What Is Zoning?
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Zoning Laws: A Background
Zoning sets apart land uses, particularly to separate more sensitive uses (e.g., residential) from more impactful ones (e.g., industrial)—a practice called Euclidean zoning. Euclidean zoning segregates a community into districts based on their permitted uses. In so doing, it creates specific zones where certain land uses are or are not allowed. It was named after the case of Village of Euclid v. Ambler Realty Co.
In Euclid v. Ambler, the Ambler Realty owned 68 acres of land in Euclid, a suburb of Cleveland, Ohio. The village developed a zoning ordinance that specified the allowable uses for the property in question, preventing Ambler Realty from developing the land into industrial use. Ambler Realty sued the village, claiming that the zoning ordinance was unconstitutional as it reduced the value of the land by limiting its uses.
The Supreme Court ruled that the zoning ordinance was a reasonable exercise of the village’s police power measures. The court reasoned there was valid government interest in maintaining the character of a neighborhood and regulating land use in the interest of public welfare.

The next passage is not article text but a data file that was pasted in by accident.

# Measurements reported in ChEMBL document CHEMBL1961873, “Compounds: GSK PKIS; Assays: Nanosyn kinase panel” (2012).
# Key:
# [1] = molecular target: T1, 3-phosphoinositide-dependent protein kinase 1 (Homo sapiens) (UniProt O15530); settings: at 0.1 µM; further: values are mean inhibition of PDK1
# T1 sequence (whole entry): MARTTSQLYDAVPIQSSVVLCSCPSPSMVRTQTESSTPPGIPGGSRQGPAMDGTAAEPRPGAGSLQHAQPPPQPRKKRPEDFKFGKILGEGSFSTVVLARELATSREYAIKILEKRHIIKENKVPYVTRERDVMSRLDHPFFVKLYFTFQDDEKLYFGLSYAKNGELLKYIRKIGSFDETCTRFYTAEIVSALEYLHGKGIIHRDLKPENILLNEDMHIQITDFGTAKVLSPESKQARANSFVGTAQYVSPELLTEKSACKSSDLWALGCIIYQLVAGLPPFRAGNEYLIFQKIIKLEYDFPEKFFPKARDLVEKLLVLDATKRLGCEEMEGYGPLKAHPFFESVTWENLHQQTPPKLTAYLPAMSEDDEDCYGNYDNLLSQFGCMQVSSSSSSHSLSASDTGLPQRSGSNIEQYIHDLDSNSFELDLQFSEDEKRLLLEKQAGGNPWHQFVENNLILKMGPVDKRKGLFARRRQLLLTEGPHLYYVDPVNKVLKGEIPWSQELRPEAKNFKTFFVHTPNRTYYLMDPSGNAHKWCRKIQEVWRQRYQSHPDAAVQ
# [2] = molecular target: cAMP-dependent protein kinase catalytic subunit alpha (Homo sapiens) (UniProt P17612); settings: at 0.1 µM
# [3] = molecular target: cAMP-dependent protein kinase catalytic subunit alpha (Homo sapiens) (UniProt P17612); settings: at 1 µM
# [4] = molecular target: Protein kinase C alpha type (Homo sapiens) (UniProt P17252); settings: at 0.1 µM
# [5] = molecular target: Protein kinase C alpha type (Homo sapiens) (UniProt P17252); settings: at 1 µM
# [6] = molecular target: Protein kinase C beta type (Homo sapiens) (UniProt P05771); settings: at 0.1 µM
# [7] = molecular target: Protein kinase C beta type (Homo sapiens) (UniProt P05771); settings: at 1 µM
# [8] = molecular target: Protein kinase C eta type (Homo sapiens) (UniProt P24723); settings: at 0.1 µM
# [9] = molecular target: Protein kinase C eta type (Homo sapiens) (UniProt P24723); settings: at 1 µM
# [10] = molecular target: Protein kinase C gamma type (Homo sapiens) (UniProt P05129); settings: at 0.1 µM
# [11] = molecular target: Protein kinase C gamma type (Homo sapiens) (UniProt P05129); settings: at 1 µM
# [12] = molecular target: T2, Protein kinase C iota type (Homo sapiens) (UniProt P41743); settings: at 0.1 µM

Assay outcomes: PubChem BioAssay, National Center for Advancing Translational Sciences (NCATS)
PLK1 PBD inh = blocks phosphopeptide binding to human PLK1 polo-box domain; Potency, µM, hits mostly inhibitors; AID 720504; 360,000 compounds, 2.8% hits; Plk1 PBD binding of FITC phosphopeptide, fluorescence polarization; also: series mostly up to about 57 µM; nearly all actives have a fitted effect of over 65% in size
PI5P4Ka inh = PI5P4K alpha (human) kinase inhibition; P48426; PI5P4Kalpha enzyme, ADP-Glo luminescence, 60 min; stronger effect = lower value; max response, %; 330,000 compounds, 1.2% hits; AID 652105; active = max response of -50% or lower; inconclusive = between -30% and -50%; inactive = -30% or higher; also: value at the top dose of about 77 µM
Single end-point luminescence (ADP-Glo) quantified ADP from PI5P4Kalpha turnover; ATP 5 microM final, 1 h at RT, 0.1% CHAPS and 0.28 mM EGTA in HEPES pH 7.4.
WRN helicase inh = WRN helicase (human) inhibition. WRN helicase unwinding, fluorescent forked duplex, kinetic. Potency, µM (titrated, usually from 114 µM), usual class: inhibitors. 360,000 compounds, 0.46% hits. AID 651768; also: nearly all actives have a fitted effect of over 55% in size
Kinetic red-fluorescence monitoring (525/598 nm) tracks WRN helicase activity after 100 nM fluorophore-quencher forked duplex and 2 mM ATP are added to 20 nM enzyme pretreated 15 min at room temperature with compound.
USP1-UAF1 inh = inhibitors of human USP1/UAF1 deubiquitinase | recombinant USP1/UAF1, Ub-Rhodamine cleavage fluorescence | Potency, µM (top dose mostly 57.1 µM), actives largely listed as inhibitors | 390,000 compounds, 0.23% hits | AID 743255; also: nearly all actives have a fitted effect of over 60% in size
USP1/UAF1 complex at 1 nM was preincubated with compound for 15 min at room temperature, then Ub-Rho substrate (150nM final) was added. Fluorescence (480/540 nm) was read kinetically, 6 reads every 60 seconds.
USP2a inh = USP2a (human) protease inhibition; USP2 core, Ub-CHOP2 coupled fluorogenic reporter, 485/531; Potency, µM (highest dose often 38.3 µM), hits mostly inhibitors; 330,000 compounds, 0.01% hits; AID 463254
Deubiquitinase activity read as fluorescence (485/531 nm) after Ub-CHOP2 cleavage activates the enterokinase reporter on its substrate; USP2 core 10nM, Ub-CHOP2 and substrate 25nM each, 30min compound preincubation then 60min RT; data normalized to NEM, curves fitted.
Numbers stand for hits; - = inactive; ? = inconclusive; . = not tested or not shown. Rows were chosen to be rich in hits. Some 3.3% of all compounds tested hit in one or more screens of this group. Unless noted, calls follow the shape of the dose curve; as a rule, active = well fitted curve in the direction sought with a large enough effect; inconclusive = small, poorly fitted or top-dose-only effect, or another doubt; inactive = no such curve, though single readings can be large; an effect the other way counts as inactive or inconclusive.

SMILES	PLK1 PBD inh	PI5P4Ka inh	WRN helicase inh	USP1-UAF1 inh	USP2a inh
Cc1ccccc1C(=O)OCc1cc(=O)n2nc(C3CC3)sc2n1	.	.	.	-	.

Euclid v Ambler is a landmark case that established the legal precedent and constitutional justification for zoning.
The Importance of Zoning
The primary goal of zoning is to protect the health, safety, and general welfare of the public when it comes to land use. In fact, in Euclid v. Ambler, the Supreme Court upheld the constitutionality of the zoning ordinance because its ultimate purpose is for the best interest of the public.
A community may want a residential area where people could live while at the same time demand an industrial zone for economic growth. These two areas located side-by-side could be an ideal setup—but it can also backfire.
This is where zoning takes the spotlight. Zoning laws can guarantee that the land or buildings are strategically situated or compatible with each other. Here are some other reasons that explain why zoning is important:
- It prevents incompatible land uses to minimize possible negative effects and protect the value and enjoyment of each property.
- It maximizes the potential of a property, considering its location and surrounding uses.
- It ensures adequate public infrastructure and the orderly development of a community for the best interest of its residents.
Lately, however, zoning regulations have been criticized for perpetuating segregation by income and racial lines. Some studies also note that excessively strict zoning restrictions may contribute to the artificial inflation of house prices.
How Zoning Works